'Til the river runs dry S
Like a bird upon the wind T
These waters are my sky S
I'll never reach my destination U
If I never try S
So I will sail my vessel V
'Til the river runs dry S

There's bound to be rough waters W
And I know I'll take some falls X
But with the good Lord as my captain Y
I can make it through them all X

I will sail my vessel Z
'Til the river runs dry AA
Like a bird upon the wind BB
These waters are my sky AA
I'll never reach my destination CC
If I never try AA
So I will sail my vessel DD
'Til the river runs dry AA

Yes, I will sail my vessel EE
'Til the river runs dry FF
'Til the river runs dry FF
Analysis of The River
Example Figure of Speech Meaning

"you know a simile compares a dream to a
dream is like a river because they're
river, ever changin' always changing
as it flows

"a dreamer's just a metaphor means that the dreamer
vessel that must follow has to follow wherever
where it goes" their dreams take them

"makes each day a metaphor means that it will be hard
constant battle just to not quit and stop on
to stay between the your dream

"I will sail my vessel hyperbole he's not literally going to
'till the river runs dry" sail the river, he's going to
never stop following his
Example Figure of Speech Meaning

"stand aside" consonance both stand and aside
end in the 'd' sound

"choose to chance" alliteration choose and chance both
start with the 'ch' sound

"dare to dance" alliteration dare and dance both
start with the 'd' sound

"'til the river runs repetition emphasis on the poet's
dry, 'til the river runs determination to never
dry give up on dreams

Summary/ Theme and Analysis of The River
The purpose of this poem is to encourage the reader to never give up on their dreams. The poet explains that the reader will follow the "river" of their dreams. He says that it will be easy to give up, but that you must keep on sailing.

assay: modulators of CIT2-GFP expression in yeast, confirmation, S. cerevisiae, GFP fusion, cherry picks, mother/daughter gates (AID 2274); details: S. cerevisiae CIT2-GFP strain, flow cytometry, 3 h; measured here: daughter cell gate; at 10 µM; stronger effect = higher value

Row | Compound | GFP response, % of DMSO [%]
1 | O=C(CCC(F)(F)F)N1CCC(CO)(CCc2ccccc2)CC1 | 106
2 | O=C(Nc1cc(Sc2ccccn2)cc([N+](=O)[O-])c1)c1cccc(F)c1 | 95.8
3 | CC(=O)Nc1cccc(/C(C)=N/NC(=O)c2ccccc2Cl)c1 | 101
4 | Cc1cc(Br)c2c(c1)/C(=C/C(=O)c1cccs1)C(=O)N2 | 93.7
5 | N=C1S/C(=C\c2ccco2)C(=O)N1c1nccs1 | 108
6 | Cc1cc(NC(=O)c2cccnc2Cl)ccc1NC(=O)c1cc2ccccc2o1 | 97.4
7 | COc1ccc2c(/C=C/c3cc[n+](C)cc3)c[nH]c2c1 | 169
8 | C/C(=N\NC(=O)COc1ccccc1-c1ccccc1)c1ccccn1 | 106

The poet uses hyperboles such as "I will sail my vessel 'til the river runs dry" to encourage the reader to pursue their dreams.
This poem is an example of a lyric poem.
Noise Day by Shel Silverstein
Let's have one day for girls and boyses A

When you can make the grandest noises A

, scream holler, and yell-- B

Buzz a buzzer
, clang a bell, B

Sneeze-- hiccup-- whistle-- shout, C

Laugh until your lungs wear out
, C

a whistle, kick a can, D

a spoon against a pan, D

Sing, yodel,
bellow, hum
, E

Blow a horn
, beat a drum, E

Rattle a window, slam a door, F

Scrape a rake
across the floor, F

Use a drill, drive a nail,

Turn the hose on the garbage pale, G

Shout yahoo-- hurrah-- hooray, H

Turn the music up all the way, H

Try and
bounce your bowling ball
, I

Ride a skateboard up the wall, I

Chomp your food with a
smack and a slurp
, J

chomp-- hiccup-- burp
. J

One day a year do all of these, K

The rest of the days-- be quiet please. K
Analysis of Noise Day
Example Figure of Speech Meaning

"screech" onomatopoeia screech is the sound being made

"screech, scream" assonance screech and scream both
have the "ea sound in the middle

"buzz a buzzer" consonance both buzz and buzzer end in "zz"

"toot" onomatopoeia toot is the sound being made

"bang" onomatopoeia bang is the sound being made

"bellow, hum, assonance bellow and blow make the long 'o
blow a horn" sound at the middle

"scrape a rake" assonance scrape and rake have 'a' in the middle

"use a drill, drive consonance drill and nail end in the 'l' sound
a nail"

"bounce your alliteration bounce, bowling, and ball begin with 'b'
bowling ball"

"chomp, hiccup, consonance all in the 'p' sound
Summary/ Theme and Analysis of Noise Day
The poet is expressing his annoyance in Noise Day. He feels that one day a year, all of the noise that you have been wanting to make should be completely let loose. The rest of the days, however, you should be quiet.
The poet uses onomatopoeia such as "Yahoo" to convey the kinds of noise that will be made on noise day.
This poem is an example of a lyric poem.